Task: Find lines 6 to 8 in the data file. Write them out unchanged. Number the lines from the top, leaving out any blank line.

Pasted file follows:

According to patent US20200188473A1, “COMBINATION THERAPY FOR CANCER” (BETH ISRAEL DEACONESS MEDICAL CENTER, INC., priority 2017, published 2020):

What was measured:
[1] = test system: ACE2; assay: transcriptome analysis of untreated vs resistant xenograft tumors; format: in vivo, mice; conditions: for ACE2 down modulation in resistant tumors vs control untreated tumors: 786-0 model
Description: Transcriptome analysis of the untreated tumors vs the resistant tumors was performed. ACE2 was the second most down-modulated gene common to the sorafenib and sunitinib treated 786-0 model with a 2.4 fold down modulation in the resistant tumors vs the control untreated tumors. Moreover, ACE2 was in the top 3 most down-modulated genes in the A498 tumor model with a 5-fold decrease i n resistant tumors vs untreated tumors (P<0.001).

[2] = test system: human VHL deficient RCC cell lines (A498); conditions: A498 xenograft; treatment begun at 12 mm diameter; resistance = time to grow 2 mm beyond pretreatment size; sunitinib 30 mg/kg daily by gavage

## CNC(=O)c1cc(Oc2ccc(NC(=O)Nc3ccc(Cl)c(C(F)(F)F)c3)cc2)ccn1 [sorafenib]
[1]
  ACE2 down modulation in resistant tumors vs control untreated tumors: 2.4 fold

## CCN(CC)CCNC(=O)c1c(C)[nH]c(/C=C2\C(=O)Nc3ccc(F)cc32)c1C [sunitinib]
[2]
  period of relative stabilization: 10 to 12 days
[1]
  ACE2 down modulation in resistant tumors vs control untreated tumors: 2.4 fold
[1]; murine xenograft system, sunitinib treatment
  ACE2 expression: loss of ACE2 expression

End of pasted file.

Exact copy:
## CNC(=O)c1cc(Oc2ccc(NC(=O)Nc3ccc(Cl)c(C(F)(F)F)c3)cc2)ccn1 [sorafenib]
[1]
  ACE2 down modulation in resistant tumors vs control untreated tumors: 2.4 fold